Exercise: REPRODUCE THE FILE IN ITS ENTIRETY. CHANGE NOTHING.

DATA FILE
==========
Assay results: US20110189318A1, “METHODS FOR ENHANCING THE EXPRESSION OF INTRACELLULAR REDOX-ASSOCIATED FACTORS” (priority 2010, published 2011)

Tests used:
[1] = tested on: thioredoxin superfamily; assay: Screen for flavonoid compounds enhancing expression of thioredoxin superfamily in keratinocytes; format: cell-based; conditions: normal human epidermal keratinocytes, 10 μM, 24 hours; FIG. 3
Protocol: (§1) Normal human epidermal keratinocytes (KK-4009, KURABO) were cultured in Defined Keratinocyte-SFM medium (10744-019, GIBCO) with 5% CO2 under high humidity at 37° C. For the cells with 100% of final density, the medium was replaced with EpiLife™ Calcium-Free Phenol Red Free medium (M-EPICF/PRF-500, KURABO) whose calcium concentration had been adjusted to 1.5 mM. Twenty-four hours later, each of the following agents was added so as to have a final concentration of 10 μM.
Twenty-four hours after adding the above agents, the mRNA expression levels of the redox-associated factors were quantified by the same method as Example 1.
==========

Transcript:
Assay results: US20110189318A1, “METHODS FOR ENHANCING THE EXPRESSION OF INTRACELLULAR REDOX-ASSOCIATED FACTORS” (priority 2010, published 2011)

Tests used:
[1] = tested on: thioredoxin superfamily; assay: Screen for flavonoid compounds enhancing expression of thioredoxin superfamily in keratinocytes; format: cell-based; conditions: normal human epidermal keratinocytes, 10 μM, 24 hours; FIG. 3
Protocol: (§1) Normal human epidermal keratinocytes (KK-4009, KURABO) were cultured in Defined Keratinocyte-SFM medium (10744-019, GIBCO) with 5% CO2 under high humidity at 37° C. For the cells with 100% of final density, the medium was replaced with EpiLife™ Calcium-Free Phenol Red Free medium (M-EPICF/PRF-500, KURABO) whose calcium concentration had been adjusted to 1.5 mM. Twenty-four hours later, each of the following agents was added so as to have a final concentration of 10 μM.
Twenty-four hours after adding the above agents, the mRNA expression levels of the redox-associated factors were quantified by the same method as Example 1.